Ottoman advance and made conditions difficult for the marching army. By the
time they finally reached Vienna in September, winter was approaching, and
the defenders were as prepared as possible.
Upon his arrival, Suleiman asked for the city's
surrender. When the Austrians refused, he began an artillery barrage against
the walls with his 300 cannons and ordered his miners to dig under the walls
and lay explosives to breach the defenses. The Austrians came out from behind
their walls to attack the engineers and artillerymen and dig counter-trenches.
Several times over the next three weeks, the invaders' artillery and mines
achieved small breaches in the wall, but the Viennese soldiers quickly filled
the gaps and repelled any entry into the city.
By October 12, the cold winds of winter were
sweeping the city. Suleiman ordered another attack with his Janissaries in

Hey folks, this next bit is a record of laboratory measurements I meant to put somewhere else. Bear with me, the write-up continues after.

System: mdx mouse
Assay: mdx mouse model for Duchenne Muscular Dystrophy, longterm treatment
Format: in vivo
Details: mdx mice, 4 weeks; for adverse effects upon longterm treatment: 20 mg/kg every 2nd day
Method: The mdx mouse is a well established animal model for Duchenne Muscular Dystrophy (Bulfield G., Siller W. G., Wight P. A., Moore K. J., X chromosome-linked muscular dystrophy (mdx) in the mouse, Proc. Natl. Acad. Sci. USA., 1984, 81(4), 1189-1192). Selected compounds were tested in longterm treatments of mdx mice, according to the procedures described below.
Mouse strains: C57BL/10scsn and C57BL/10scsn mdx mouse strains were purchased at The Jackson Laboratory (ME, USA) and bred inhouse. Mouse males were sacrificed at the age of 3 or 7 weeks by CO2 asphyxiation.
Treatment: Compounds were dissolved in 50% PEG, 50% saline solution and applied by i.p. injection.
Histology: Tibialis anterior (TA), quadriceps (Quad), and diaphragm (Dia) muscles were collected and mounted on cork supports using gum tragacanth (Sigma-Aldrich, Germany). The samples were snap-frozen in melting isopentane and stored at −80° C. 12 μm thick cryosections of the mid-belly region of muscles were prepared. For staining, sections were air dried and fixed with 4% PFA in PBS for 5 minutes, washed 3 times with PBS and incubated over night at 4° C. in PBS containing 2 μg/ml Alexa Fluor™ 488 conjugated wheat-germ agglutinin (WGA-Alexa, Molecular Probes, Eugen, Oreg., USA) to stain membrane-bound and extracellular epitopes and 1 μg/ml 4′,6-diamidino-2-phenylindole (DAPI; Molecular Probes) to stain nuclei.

the lead. Two underground mines near the city's southern gate opened the way
briefly for the mercenaries, but the staunch Viennese defenders filled the
opening and killed more than 1200. Two days later, Suleiman ordered one last
attack, but the Viennese held firm once again.
For the first time, Suleiman had failed. Scores
of his never-before-defeated Janissaries lay dead outside the walls. The Turkish
army had no choice but to burn their huge camp and withdraw back toward Constantinople,
but before they departed they massacred the thousands of captives they had
taken on the way to Vienna. Along their long route home, many more Turks died
at the hands of raiding parties that struck their flanks.
The loss at Vienna did not greatly decrease the
power of the Ottoman Empire. It did, however, stop the Muslim advance into
Europe. Suleiman and his army experienced many successes after Vienna, but
these victories were in the east against the Persians rather than in the west
against the Europeans. The Ottoman Empire survived for centuries, but its
high-water mark lay somewhere along the Vienna city wall.
Following the battle for Vienna, the countries
of the west no longer viewed the Turks and the Janissaries as invincible.
Now that the Austrians had kept the great menace from the east and assured
the continuation of the region's culture and Christianity, the European countries